I've only just begun, if I can even say that, it's so...minute. That's a better word, actually. I've only minutely begun, and already I'm visited by doubt with each decision. Doubt and I have gotten to know each other quite well over time, so I'm pretty familiar with its face. Only certain events invite its presence, and something like starting to build a house on wheels seems like one of those situations it would naturally gravitate toward. So here we are, together, minutely starting to build a house.
And this is the first element of minutiae: screw removal. Almost 300 of them, to be precise, and the question that lingers is: why? The thought "don't work harder than you have to" is keeping doubt company through this introductory exercise, but easier options aren't necessarily better choices. The purchased trailer came with the treated 1x lumber in this photo, which is great, but not necessarily directly underneath where I will be brewing coffee every morning (would you like milk with that? sugar? maybe a little arsenic?). But more to the immediate point, it would be difficult to insulate from underneath, and I want to add radiant tubing to the mix. Height is a limiting factor, so the floor sandwich has to remain as compressed as possible.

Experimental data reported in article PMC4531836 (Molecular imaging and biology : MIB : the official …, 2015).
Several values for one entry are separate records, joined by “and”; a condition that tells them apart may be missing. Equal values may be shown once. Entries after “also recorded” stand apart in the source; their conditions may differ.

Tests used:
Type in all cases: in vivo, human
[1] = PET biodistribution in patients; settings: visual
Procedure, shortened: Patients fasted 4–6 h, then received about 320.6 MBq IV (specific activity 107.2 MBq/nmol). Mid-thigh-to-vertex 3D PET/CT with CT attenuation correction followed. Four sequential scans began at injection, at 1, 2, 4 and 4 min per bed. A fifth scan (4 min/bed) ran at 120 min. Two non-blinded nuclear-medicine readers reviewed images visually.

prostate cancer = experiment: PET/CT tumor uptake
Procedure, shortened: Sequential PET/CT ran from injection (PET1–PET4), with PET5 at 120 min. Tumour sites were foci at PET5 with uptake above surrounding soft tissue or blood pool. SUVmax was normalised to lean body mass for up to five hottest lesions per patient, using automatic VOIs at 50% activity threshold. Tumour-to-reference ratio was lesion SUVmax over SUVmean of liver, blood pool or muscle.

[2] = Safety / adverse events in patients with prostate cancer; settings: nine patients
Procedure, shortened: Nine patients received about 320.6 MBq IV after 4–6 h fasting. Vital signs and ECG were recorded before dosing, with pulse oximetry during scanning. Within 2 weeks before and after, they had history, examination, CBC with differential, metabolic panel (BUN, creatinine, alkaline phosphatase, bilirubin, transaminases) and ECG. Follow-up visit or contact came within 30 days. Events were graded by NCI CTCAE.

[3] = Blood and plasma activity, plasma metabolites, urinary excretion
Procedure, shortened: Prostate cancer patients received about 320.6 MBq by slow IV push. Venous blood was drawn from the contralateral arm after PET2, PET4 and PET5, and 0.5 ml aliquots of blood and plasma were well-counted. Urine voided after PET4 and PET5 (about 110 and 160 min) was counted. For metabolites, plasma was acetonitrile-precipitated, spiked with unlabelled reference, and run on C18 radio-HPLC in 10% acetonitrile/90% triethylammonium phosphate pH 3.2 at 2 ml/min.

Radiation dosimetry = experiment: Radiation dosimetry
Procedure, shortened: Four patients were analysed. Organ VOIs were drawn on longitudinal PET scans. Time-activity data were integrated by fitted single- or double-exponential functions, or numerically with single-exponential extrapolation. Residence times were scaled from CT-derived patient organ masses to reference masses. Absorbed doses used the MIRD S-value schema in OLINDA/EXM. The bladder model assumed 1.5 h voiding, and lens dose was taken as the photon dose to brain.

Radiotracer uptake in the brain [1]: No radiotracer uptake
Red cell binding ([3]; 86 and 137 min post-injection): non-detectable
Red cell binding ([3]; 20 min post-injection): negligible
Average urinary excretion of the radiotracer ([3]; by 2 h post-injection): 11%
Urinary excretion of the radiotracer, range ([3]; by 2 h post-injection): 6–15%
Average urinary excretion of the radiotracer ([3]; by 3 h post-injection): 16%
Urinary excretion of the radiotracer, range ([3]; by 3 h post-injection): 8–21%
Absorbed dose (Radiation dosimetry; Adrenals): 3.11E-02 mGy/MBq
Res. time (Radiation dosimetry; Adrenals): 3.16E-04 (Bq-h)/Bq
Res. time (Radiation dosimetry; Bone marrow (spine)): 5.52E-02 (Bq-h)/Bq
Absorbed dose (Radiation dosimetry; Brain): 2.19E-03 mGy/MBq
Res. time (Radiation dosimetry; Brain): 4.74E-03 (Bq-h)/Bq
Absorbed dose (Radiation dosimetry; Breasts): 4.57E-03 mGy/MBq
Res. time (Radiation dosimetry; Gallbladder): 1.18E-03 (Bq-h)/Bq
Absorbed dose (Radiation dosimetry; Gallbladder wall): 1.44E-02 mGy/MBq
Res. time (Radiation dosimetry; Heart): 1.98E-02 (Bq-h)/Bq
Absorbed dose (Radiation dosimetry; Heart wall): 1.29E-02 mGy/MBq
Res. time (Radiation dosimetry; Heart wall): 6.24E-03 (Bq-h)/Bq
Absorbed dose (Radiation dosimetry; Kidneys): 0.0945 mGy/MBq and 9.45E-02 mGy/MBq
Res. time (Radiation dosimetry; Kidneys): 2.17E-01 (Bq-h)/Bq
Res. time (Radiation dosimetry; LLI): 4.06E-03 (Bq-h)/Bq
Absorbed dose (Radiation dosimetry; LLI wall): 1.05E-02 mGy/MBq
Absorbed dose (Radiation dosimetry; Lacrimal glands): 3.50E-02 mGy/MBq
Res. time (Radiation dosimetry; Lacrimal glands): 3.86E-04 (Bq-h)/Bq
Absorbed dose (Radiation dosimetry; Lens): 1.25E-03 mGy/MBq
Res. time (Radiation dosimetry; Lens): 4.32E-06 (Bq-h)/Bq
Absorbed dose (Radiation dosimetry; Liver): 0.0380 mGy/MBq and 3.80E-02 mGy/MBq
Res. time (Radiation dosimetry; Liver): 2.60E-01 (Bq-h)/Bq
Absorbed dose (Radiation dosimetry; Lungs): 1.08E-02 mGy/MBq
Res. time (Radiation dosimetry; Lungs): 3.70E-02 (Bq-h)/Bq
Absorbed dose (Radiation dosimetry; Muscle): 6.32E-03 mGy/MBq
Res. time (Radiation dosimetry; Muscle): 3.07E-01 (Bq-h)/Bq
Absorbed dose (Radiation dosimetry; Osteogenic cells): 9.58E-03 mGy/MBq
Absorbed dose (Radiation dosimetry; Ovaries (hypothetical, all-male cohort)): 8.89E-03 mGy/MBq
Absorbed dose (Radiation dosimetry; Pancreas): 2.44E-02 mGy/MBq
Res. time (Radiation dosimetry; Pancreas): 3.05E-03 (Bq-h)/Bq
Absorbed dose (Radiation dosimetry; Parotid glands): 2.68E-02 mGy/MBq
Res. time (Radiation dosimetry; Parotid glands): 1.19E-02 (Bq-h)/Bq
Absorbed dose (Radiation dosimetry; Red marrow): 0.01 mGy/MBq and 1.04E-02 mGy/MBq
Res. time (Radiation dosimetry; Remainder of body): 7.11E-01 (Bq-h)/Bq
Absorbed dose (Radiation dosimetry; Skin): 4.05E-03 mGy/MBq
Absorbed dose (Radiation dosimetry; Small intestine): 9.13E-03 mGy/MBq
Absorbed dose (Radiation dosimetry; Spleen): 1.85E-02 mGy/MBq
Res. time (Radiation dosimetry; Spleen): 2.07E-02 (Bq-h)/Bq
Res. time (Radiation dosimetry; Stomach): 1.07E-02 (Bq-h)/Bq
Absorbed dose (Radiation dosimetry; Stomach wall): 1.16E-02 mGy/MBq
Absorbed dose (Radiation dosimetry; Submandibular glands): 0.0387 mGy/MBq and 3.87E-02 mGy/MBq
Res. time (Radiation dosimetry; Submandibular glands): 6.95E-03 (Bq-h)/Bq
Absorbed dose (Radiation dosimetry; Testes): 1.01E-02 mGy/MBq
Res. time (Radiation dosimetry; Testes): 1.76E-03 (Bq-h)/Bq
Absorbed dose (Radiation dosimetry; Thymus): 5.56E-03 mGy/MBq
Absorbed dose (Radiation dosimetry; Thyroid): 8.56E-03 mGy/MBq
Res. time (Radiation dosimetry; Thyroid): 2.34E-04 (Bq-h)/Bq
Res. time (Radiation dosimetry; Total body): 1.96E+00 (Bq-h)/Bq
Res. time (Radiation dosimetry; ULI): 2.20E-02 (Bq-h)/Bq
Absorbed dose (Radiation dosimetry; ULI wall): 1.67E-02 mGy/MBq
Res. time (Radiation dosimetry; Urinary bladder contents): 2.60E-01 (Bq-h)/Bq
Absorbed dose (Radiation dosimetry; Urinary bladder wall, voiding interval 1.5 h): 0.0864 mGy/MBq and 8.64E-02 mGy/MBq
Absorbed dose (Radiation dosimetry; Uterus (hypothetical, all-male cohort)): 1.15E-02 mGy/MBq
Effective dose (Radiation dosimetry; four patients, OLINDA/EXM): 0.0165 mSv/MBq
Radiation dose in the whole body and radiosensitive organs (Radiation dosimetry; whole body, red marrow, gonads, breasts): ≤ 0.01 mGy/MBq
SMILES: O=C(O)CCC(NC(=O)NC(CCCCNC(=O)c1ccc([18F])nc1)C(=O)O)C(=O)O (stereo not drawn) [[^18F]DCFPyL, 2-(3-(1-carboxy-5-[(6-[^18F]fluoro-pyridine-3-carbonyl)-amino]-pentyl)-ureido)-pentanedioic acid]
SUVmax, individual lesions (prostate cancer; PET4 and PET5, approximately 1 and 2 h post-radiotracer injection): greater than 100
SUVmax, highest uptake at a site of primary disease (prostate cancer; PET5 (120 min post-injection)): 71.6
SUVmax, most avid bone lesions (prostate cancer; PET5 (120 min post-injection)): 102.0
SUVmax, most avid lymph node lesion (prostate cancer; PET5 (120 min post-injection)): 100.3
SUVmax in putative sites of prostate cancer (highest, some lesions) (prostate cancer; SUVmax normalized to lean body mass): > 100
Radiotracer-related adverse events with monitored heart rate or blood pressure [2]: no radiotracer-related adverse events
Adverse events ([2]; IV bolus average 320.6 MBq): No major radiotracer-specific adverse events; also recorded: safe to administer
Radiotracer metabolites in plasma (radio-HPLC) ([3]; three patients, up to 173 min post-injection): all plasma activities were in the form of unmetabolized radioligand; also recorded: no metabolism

So my solution is to remove the 1x's, and build it like this detail here:
But with each screw tossed into its temporary holding bin, that solution seemed less and less obvious. Doubt has officially received, and accepted, its dinner invitation. Am I making unnecessary work? Won't this wood off-gas enough before I occupy the space above it? (sorry earth) And would it really be that hard to install insulation from below? And, to top it off, what's the best way to waterproof this thing?? Hey architects, builders, and general know-howers: how would you do it?